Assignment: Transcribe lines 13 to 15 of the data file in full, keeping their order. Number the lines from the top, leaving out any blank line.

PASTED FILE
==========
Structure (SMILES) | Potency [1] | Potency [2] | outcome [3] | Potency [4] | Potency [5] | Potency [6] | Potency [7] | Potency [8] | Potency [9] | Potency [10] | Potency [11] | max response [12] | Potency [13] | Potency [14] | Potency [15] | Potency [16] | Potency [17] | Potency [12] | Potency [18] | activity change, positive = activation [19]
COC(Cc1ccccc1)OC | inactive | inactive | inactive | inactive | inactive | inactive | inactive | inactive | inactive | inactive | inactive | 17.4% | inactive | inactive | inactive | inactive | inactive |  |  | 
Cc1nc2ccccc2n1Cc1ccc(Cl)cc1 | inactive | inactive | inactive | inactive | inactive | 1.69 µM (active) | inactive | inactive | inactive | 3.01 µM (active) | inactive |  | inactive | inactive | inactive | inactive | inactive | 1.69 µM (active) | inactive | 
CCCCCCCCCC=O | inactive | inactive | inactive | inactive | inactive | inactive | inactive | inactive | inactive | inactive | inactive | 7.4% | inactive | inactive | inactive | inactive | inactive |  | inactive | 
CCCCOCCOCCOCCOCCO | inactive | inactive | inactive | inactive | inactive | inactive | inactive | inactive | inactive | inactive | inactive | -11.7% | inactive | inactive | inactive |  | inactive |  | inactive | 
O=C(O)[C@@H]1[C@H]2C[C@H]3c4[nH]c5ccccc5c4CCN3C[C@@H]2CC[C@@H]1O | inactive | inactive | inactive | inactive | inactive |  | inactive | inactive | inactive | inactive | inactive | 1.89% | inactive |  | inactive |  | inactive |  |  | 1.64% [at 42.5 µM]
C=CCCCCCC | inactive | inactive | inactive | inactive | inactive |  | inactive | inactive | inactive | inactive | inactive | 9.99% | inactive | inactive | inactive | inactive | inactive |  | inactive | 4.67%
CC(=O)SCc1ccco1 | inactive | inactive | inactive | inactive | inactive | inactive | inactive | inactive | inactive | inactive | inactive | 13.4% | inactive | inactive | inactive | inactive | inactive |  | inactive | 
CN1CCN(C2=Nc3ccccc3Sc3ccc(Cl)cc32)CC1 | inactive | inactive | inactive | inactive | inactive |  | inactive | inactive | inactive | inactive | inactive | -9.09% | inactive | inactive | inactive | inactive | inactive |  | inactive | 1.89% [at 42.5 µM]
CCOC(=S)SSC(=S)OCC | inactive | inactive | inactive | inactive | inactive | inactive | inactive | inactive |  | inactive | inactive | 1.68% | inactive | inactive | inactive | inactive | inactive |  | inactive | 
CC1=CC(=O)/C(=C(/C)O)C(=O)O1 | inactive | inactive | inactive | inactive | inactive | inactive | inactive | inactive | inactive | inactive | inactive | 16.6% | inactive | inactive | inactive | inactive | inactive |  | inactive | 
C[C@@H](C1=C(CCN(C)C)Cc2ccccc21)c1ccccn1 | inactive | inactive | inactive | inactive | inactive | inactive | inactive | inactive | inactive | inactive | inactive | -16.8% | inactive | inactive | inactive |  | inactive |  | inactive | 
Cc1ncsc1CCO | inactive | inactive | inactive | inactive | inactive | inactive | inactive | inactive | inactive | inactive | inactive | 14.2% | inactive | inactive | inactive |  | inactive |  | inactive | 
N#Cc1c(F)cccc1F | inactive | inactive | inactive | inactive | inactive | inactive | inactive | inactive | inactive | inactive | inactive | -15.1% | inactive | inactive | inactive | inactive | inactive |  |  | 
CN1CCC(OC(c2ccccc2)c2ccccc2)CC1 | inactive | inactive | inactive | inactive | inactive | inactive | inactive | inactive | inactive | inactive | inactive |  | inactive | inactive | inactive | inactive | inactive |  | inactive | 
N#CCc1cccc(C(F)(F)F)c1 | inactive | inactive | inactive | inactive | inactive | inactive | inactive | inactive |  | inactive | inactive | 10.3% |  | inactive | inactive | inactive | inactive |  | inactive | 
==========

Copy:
Cc1ncsc1CCO | inactive | inactive | inactive | inactive | inactive | inactive | inactive | inactive | inactive | inactive | inactive | 14.2% | inactive | inactive | inactive |  | inactive |  | inactive | 
N#Cc1c(F)cccc1F | inactive | inactive | inactive | inactive | inactive | inactive | inactive | inactive | inactive | inactive | inactive | -15.1% | inactive | inactive | inactive | inactive | inactive |  |  | 
CN1CCC(OC(c2ccccc2)c2ccccc2)CC1 | inactive | inactive | inactive | inactive | inactive | inactive | inactive | inactive | inactive | inactive | inactive |  | inactive | inactive | inactive | inactive | inactive |  | inactive | 